“We are a profession that welcomes all, supports all, serves all. We’re techies, readers, curators, storytellers, humanitarians. Our doors are open, our lights are on, we believe in what we do, and we aren’t holding back. More than ever, our enthusiasm, passion, commitment, and courage are needed.

The chips are down, but we’re not shying away from risks.

We are all in.”


OLA Super Conference | February 1-4, 2017

Submission deadline is Monday, May 23.

Submit your proposal here (http://www.olasuperconference.ca/)

This year OLA will be using ProposalSpace to help you keep track of the status of your proposal. Create a ProposalSpace account to get the process started.


Some topic suggestions:

These are only suggestions—please feel free to submit on any topic or innovative projects you think might be of interest to the OLITA community.

  • Homeless services
  • Healthy workplaces
  • Transferable skills and how to sell them
  • Library start-ups
  • Pop-up services
  • Dealing with precarious employment
  • New models of customer service
  • Approaches to rising journal pricing
  • Curing imposter syndrome
  • Surviving a zombie apocalypse

As always, if you’re interested in presenting on a topic but would like to share a slot, please indicate in your proposal that you’re interested in being matched up with another presenter.


Questions? Comments? Brilliant suggestions? Get in touch with the OLITA Planners! We’d be happy to discuss your proposal prior to submission.

Ana Vrana

Graham Lavender

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Access 2016: Call for proposals is live!


From time to time, OLITA Council receives announcements that may be of interest to our members. Please see below for a message from the Access 2016 planning team. Access Conference is a wonderful opportunity to meet library technologists from across Canada.

The Access 2016 Program Committee invites proposals for participation in this year’s Access Conference, which will be held on the beautiful campus of the University of New Brunswick in the hip city of Fredericton, New Brunswick from 4-7 October.

There’s no special theme to this year’s conference, but—in case you didn’t know—Access is Canada’s annual library technology conference, so … we’re looking for presentations about cutting-edge library technologies that would appeal to librarians, technicians, developers, programmers, and managers.

Access is a single-stream conference that will feature

  •  45-minute sessions,
  •  Lightning talks (speakers have five minutes to talk while slides—20 in total—automatically advance every 15 seconds),
  •  a half-day workshop on the last day of the conference,
  •  and maybe a surprise or two: if you have a bright idea for something different (panel, puppet show, etc.), we’d love to hear it

To submit your proposal, please fill out the form at http://accessconference.ca/2016-proposal/ by 15 April.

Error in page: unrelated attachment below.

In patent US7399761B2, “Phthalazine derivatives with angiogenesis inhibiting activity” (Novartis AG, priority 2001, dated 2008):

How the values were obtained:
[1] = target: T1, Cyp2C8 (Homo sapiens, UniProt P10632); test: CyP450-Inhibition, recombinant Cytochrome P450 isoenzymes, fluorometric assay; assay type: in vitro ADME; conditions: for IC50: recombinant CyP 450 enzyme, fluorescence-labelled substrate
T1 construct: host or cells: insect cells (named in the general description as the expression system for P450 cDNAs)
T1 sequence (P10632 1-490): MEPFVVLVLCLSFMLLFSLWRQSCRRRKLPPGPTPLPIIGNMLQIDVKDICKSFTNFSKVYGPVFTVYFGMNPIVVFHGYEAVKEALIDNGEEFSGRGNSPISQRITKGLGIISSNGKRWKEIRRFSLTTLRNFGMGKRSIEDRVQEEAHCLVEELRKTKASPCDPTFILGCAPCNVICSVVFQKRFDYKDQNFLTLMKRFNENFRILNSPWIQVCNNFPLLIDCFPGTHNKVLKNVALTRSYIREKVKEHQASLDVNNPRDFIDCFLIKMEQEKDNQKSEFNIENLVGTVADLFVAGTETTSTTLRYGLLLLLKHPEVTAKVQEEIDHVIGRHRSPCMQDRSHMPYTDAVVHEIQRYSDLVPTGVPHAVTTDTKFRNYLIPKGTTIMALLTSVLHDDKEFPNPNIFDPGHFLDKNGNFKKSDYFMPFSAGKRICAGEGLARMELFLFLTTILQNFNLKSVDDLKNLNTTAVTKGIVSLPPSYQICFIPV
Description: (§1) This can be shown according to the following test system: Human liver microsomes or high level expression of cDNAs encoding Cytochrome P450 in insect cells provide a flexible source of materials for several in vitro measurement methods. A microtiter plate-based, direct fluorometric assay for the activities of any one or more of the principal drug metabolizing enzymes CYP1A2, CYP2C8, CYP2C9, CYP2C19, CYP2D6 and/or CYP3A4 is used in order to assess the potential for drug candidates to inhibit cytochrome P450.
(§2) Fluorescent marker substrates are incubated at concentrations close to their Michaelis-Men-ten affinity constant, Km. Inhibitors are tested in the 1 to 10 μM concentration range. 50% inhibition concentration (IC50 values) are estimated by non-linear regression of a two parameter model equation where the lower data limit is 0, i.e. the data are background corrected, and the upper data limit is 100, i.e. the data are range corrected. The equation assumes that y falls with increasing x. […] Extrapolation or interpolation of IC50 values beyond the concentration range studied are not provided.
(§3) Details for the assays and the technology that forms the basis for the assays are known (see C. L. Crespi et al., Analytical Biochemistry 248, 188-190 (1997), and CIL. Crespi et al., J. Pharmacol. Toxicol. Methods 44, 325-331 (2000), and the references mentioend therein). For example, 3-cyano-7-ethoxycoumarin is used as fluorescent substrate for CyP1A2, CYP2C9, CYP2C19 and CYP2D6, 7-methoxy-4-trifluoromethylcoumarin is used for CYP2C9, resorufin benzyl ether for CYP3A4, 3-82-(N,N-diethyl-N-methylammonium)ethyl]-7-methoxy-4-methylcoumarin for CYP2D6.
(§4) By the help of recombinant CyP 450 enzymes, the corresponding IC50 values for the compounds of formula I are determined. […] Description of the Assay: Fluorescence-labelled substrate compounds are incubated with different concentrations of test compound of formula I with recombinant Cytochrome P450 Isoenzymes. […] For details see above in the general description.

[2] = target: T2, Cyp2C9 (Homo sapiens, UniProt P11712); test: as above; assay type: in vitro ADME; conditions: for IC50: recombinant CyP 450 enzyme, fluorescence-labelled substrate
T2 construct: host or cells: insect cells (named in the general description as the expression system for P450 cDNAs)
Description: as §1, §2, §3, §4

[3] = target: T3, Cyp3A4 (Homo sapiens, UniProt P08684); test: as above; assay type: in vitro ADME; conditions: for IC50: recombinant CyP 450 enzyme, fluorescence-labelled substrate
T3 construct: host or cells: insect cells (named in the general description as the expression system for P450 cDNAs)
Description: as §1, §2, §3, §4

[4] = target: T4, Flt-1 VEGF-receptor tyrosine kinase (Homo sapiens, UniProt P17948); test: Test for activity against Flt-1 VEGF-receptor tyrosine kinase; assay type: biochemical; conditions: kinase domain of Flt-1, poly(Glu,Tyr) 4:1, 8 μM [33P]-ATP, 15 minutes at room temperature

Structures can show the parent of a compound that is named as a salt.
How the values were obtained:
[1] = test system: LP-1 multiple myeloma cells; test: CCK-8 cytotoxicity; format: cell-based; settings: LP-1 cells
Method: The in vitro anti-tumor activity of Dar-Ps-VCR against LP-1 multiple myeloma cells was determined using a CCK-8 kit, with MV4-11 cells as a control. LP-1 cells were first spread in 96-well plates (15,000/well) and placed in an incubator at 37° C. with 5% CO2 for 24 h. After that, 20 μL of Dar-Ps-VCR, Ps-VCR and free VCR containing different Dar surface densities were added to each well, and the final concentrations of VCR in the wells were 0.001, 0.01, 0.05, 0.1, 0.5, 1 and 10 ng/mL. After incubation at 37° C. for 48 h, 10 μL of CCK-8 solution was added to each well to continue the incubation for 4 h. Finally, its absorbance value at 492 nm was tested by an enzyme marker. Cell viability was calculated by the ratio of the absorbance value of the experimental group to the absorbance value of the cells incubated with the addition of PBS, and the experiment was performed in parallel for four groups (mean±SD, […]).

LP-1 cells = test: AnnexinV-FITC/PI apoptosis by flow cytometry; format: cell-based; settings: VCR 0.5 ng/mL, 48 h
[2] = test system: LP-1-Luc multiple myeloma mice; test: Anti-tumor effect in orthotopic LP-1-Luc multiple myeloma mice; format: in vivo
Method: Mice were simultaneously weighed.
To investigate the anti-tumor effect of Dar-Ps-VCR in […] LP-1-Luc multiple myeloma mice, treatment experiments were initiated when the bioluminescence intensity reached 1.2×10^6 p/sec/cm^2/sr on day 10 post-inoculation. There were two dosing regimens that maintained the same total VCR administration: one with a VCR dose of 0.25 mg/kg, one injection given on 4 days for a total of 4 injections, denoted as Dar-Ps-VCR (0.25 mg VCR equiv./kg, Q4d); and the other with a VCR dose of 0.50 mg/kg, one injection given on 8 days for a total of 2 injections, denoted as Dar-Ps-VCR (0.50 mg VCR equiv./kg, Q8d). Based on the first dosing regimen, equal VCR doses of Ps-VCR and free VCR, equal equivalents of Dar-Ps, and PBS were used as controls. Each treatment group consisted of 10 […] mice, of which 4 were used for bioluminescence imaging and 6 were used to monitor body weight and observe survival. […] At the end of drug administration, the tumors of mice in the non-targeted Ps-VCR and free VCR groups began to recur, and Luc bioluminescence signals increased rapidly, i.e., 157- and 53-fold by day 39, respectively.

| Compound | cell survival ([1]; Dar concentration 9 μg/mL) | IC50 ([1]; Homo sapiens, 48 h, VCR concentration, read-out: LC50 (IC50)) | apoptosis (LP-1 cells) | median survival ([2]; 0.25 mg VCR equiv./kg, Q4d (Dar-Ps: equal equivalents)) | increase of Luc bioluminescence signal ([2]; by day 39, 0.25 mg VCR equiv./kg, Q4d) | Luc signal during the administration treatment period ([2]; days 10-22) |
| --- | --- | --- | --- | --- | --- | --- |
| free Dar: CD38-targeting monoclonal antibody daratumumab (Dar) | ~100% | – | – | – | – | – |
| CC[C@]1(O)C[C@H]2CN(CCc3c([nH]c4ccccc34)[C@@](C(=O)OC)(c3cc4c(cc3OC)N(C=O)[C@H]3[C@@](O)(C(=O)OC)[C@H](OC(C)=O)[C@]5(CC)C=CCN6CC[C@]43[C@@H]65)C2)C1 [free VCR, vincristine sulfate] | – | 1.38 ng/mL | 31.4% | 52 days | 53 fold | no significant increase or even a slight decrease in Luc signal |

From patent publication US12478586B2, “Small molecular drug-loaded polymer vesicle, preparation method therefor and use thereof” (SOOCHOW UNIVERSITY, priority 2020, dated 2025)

Please take a look at the Code of Conduct too: accessconference.ca/access-code-of-conduct/

If you have any questions, check out our site at accessconference.ca or write to David Ross (Chair of the Program Committee) at drross@unb.ca


We’re looking forward to hearing from you!


Merle Steeves

On behalf of the Access 2016 Organizing Committee

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Save the Date for Digital Odyssey 2016: Privacy in Public: Implications for Libraries

Mark your calendars today! Digital Odyssey will take place on Friday June 10, 2016.

Technology has become an integral part of our lives, and has made it easier than ever to find and share information online. Ever wonder what this easy access means for your patrons’ privacy? What information is shared when we access online databases, collections, or install the latest app on our smartphones? Do you struggle to raise awareness about the importance of protecting your privacy? At this year’s Digital Odyssey, we’ll be tackling these issues and more. In addition to presentations from experts in the field, we’re thrilled to announce that Alison Macrina from the Library Freedom Project will be leading a hands on workshop to teach us about privacy tools. Come to Digital Odyssey to learn about the latest privacy issues and take away tips and tricks that you can put to work in your library, whether it’s an academic, public, school or special library.

This year we’ll be meeting at the beautiful Central Library branch of the Hamilton Public Library. The Central Library is easily accessed by public transit (it’s only a short walk from the Hamilton Go Station) and public parking is also available in the vicinity. We hope to see you there!

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Piwik: Breaking Away from Google Analytics

Many of us in the library community who have a responsibility to assess the usage of our library’s websites have become very familiar with the popular Google Analytics. Google Analytics is free and robust, and yet the data it collects belongs to Google and is housed on U.S. servers, where data may be subject to the legislation of that country.

While many may see this as inconsequential (hey, Canada.ca uses Google Analytics, why can’t we?), those of us in the library community who wish to uphold the longstanding tradition in our profession of protecting user privacy, may wish to seek other alternatives. The ALA LITA Patron Privacy Technologies Interest Group serves as an example of the librarian community’s increasing awareness and concern around patron privacy.

One viable alternative to Google Analytics is Piwik. Piwik is an open-source web analytics platform that allows for 100% data ownership and privacy protection. Read more on Open Shelf…